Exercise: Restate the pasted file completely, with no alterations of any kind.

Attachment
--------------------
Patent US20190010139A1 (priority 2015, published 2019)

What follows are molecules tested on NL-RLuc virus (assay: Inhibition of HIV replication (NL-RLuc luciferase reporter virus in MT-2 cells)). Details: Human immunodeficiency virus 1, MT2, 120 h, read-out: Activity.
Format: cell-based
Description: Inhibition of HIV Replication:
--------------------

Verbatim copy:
Patent US20190010139A1 (priority 2015, published 2019)

What follows are molecules tested on NL-RLuc virus (assay: Inhibition of HIV replication (NL-RLuc luciferase reporter virus in MT-2 cells)). Details: Human immunodeficiency virus 1, MT2, 120 h, read-out: Activity.
Format: cell-based
Description: Inhibition of HIV Replication: